Life may be unfair, but layoffs need not be

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Published on 6/1/09

Law firms are not exempt from the legal requirements to operate a workplace free from discrimination. That means ensuring that characteristics other than an individual's skills, experience and knowledge do not become factors in making employment decisions, including layoffs and terminations. Firms that are subjective and personalized in employment decisions and are more arbitrary than the law allows can face substantial legal snares.

With aging lawyers working longer and firms continuing to hire (although at a greatly reduced rate) new, lower-paid lawyers out of law schools so as to increase their leverage, something has to give.

In many firms, there is a direct relationship between de-equitization and leverage: letting go of older partners who may have higher rates, but bring in less business, while hiring and using young associates as a cost-effective way to do billable work that boosts profitability.

Firms that terminate older lawyers must guard against litigation. One lawsuit, already decided, involved an older partner at a major firm who refused to accept a downgraded status. The law firm argued that the lawyer breached his employment agreement by failing to produce sufficient billable hours. The lawyer argued that he merely had to be available to do work, that he did not have rainmaking responsibilities.

The issues revolved around interpreting an employment contract, and the arbitrator found that the lawyer did seek billable work and was available. The contract did not otherwise require that he reach the firm's billables benchmark. By extension, inconsistency in the benchmarks used to identify groups of lawyers who are de-equitized when they pass a certain age can spur wrongful termination claims.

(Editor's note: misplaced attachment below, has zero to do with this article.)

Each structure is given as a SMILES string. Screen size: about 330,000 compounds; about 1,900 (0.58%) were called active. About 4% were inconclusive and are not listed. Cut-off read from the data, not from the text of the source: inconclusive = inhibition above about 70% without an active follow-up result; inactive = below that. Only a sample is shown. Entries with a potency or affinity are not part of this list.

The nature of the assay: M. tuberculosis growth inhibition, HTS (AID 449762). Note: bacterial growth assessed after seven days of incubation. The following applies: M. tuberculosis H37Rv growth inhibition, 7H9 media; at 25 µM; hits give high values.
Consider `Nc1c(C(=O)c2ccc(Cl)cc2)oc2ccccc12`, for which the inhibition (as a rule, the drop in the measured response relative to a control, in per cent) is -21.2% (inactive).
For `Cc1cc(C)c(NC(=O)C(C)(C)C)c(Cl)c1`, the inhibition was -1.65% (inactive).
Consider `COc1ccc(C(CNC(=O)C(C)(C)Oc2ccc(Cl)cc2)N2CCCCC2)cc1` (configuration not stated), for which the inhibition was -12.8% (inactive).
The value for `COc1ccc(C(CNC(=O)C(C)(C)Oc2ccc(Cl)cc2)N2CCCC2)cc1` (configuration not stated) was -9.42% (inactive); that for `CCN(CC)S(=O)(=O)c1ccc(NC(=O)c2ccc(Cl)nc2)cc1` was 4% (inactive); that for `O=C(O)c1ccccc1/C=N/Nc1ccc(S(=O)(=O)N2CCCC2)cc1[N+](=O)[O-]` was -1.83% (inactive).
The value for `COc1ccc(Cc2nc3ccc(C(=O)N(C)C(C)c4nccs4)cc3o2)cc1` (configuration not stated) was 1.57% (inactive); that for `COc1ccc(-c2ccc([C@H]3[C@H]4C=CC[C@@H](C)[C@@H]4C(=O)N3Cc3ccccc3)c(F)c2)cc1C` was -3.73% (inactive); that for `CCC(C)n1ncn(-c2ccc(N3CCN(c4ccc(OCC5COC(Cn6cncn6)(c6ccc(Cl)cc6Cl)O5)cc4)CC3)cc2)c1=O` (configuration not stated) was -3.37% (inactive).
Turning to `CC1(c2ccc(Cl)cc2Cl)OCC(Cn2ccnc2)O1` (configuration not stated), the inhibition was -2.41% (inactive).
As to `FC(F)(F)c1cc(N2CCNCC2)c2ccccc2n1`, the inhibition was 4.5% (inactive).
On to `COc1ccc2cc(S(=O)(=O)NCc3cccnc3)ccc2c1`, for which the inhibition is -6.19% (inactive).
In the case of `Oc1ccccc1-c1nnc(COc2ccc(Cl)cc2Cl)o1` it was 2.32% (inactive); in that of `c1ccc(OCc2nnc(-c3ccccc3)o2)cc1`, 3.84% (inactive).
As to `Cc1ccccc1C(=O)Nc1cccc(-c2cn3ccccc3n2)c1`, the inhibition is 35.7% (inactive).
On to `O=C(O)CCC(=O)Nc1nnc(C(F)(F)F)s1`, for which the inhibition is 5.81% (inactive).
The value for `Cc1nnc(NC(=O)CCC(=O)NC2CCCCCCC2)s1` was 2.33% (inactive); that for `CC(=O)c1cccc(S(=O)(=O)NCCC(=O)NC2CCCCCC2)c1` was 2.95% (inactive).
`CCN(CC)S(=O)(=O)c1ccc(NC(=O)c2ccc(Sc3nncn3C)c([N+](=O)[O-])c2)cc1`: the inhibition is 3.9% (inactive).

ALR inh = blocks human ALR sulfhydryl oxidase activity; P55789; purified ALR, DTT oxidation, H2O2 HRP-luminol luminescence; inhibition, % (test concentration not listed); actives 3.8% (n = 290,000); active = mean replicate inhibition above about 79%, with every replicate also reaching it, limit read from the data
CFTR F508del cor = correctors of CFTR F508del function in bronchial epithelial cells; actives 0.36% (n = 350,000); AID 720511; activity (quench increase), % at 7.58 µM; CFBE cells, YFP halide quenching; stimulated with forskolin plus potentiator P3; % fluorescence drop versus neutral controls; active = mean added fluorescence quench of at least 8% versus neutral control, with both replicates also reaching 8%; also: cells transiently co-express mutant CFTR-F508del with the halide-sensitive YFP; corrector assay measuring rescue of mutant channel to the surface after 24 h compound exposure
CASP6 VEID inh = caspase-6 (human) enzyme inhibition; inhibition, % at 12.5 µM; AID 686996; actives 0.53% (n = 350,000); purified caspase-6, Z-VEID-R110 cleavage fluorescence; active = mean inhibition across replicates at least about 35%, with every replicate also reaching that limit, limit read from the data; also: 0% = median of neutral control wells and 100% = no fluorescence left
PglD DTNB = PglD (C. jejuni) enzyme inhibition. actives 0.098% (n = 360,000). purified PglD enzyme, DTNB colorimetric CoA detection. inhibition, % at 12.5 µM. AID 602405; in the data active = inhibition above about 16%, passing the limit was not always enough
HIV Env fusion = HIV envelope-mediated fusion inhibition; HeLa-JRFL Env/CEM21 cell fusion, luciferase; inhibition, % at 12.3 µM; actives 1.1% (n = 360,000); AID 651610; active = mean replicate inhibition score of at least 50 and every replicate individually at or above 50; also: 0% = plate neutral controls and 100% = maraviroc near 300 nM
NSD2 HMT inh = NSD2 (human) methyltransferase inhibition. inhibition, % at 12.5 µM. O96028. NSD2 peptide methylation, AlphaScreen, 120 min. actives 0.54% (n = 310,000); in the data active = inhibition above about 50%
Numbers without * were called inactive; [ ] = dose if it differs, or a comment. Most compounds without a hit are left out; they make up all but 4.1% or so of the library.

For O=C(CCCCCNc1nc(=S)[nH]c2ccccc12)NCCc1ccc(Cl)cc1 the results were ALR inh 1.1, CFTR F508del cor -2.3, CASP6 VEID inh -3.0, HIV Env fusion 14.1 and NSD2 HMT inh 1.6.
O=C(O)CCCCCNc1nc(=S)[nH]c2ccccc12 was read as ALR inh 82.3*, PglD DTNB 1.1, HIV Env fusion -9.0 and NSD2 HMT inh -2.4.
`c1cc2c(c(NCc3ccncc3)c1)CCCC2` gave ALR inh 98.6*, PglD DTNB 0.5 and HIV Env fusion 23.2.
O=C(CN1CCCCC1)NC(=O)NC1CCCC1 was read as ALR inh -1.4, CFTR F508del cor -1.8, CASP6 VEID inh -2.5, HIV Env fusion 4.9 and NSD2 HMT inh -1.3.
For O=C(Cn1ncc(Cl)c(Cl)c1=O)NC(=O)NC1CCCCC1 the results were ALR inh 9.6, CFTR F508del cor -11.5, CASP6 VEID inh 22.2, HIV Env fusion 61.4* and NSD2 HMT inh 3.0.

Associates will not be retained by a firm unless the firm can make money from their effort. Completing their assignments in a way that produces net profits for the firm is the standard applied in keeping an associate's job.

If a law firm feels it is necessary to terminate an associate who has not attained the level of desired quality, written standards that define a lack of or deterioration in performance are essential.

If the firm has not explained clearly what kind of performance is expected as a financial and service baseline, associates may claim that their treatment was unfair or biased.

Similarly, clear standards are vital for staff persons as well. Having a comprehensive job description for every staff position in the law office is essential to avoiding allegations of unfairness in the event of layoff. The absence of such descriptions promotes inconsistency and threatens objectivity.

Descriptions should include the specific, significant tasks of each position and the performance standards by which the accomplishment of these tasks is judged.

These are not new concerns to corporate America, and law firms must similarly comply with all the laws applicable to their clients. The requirement that a law office, like any other business, must treat all employees in a non-discriminatory manner as defined by law is beyond question.

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